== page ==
I finally had an evening free and no movies left to watch, so I decided to go to Café Artiste, a little independent coffee shop, somewhere in Houston. At this point, I can only describe its location as “somewhere in Houston,” because I was never able to locate the stupid little stop. At least Starbucks has a big green glowing sign. I drove around for 30 minutes, and finally pulled in under a big green sign to reluctantly join the throngs of trendy white people sipping complicated beverages around the world. As much as I hate to order a coffee that sounds more like a run on sentence than a drink, my favorite Starbucks drink is a grande white chocolate café mocha. I ordered one, sat down at one of the tables, pulled out my laptop, and pushed the power button. Nothing happened. I pushed it again, with the same result. A woman sitting near the window was watching me, so, as not to appear stupid, I made it apparent with subtle facial expressions that something was wrong with my laptop. I frowned. I furrowed my eyebrows and sighed. I sat there for a while, staring at it, sipping my drink, pushed the button again. I looked in my bag thoughtfully. Finally, with what I hoped was a look of consternation on my face, I closed the laptop, and took out a book, and read.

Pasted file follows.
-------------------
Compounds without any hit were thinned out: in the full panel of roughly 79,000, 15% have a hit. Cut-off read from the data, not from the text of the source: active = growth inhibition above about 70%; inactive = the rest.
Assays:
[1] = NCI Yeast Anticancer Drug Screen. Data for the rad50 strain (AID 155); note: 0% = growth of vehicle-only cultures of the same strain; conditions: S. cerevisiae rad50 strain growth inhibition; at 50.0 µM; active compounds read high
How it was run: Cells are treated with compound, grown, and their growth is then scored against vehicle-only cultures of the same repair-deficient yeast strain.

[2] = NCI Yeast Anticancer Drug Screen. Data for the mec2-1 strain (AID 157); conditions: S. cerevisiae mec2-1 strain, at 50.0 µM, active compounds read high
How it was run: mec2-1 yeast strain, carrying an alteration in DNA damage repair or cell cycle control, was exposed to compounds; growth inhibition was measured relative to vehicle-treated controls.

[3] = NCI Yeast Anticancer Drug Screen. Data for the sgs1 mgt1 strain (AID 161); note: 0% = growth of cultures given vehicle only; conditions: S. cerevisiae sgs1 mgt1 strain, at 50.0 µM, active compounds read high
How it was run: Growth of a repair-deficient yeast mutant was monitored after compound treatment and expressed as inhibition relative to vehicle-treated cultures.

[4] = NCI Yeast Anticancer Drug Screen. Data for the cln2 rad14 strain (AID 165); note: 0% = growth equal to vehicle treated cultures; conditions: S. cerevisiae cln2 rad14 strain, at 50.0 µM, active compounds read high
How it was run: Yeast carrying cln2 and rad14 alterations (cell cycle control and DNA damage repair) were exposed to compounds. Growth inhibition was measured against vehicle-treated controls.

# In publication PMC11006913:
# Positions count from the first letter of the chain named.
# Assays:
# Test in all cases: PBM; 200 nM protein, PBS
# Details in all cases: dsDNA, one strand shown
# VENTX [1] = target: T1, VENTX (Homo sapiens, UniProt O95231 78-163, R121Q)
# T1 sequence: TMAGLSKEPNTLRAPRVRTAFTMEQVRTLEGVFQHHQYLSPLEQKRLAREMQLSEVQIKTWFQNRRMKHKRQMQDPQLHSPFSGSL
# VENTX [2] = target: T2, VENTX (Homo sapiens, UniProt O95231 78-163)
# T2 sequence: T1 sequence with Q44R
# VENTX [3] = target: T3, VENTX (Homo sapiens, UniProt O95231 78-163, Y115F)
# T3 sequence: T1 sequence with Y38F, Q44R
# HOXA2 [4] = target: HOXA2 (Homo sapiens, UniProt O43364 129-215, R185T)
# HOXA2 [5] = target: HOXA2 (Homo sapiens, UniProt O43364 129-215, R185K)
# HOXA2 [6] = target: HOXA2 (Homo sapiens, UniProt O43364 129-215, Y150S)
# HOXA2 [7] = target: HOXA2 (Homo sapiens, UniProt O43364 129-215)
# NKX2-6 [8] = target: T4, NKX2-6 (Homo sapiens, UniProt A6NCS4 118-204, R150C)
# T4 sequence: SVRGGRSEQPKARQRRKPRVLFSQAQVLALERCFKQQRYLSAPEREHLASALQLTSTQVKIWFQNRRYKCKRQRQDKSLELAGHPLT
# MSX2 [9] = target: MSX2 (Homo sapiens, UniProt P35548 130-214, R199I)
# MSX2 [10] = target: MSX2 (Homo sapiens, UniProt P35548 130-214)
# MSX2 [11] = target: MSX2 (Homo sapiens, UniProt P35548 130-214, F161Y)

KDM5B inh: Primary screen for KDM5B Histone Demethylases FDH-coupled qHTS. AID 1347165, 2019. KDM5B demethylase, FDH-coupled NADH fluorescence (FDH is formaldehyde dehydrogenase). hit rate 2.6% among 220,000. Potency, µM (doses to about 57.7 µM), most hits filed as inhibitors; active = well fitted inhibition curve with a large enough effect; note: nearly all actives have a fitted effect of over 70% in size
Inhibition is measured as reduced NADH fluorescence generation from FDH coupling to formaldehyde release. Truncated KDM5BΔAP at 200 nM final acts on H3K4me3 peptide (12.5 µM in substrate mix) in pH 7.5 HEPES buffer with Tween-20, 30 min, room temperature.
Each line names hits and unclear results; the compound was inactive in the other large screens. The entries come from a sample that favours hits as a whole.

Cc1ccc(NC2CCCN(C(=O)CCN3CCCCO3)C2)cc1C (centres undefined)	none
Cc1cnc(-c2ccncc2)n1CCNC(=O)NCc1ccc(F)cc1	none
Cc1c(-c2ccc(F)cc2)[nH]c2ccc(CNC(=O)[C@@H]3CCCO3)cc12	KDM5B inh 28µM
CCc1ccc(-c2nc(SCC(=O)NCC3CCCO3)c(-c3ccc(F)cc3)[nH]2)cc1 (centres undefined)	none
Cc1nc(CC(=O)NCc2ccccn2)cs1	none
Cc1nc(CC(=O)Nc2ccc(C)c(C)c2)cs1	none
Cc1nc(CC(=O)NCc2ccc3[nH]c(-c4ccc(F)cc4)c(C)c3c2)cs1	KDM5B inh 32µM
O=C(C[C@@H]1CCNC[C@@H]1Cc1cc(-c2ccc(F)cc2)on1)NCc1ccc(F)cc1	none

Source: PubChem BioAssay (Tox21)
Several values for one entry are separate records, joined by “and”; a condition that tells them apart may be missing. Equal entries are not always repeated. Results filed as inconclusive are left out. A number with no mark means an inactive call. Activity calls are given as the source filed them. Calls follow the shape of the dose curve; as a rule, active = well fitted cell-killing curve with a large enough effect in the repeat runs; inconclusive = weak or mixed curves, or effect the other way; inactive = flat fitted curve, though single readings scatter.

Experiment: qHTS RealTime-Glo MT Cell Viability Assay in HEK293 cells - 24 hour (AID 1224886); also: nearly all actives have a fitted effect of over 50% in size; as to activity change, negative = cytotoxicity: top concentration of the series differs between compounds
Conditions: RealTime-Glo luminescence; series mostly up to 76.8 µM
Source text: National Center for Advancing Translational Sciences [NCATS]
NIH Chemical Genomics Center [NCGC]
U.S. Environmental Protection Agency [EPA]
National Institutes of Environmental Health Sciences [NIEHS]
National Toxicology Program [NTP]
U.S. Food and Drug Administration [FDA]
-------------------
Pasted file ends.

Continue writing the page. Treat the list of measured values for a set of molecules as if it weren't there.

Because I don’t like reading when music is playing and people in banana republic jackets are ordering coffee around me, I read a chapter, finished my coffee, and went to a CD shop. There was nothing else to be done. Earlier that Saturday I had installed a CD player in my car, and buying new CDs seemed the logical thing to do. I don’t make much money, so I went to the used CD section of the store, thinking that one used CD would be alright. I bought three. Buying CDs is a kind of addiction for me. If I have any extra money, or I drive by a used CD shop, or the thought simply crosses my mind, I find myself searching through rows of used CDs. They call to me, these CDs. Their flashy covers and catchy names create in me a desire to take them home and see them amongst my own growing rack of music. Often, however, the bands with the coolest names and most artistic cover art are trying to cover up the fact that they suck. A lot. So I try to remember the name of that artist that I thought of yesterday whose CD I really should get because it would really add something interesting to my collection and I’ve heard their name around and I really like that song, uh, what’s-it-called. It never seems to fail that as I am pulling into the parking lot I have a long list of CDs that I need, and as I walk into the store they vacate my mind like Floridians in hurricane season. I started keeping a list. Each time I heard a CD review on NPR or happened to hear a song that intrigued me, I would add it to my list. The list got longer and longer, as I heard more and more songs that would really add a lot to my collection, and what about all those oldies, and I don’t have any classic rock. Sometimes I hear a song that seems like it might be something I should have in my collection, and feel relieved when it turns out to be not so good, because otherwise I would have to remember the name. In any case, the list got too long to fit in my wallet, so I discarded it. And so on Saturday night, I’m heavily caffeinated, shuffling through the aisles, flipping through unsorted row after unsorted row of musical mysteries. This CD store has no listening stations, so I can only guess what is contained in these plastic cases and search for the CD that I know I must have to be complete, if only I can remember the name.